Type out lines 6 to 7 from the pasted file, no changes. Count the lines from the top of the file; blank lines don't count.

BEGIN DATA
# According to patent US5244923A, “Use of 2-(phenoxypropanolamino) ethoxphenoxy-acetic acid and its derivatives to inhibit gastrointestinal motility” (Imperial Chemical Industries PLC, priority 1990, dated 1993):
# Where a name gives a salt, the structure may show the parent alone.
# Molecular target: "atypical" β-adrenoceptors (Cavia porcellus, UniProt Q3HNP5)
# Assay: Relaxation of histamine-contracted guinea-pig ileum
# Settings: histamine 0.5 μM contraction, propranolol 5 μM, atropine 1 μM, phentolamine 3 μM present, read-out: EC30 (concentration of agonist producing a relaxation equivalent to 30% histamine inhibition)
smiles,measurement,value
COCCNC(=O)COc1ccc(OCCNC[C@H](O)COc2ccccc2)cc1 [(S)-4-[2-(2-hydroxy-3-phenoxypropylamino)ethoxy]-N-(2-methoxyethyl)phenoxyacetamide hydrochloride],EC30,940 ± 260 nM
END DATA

smiles,measurement,value
COCCNC(=O)COc1ccc(OCCNC[C@H](O)COc2ccccc2)cc1 [(S)-4-[2-(2-hydroxy-3-phenoxypropylamino)ethoxy]-N-(2-methoxyethyl)phenoxyacetamide hydrochloride],EC30,940 ± 260 nM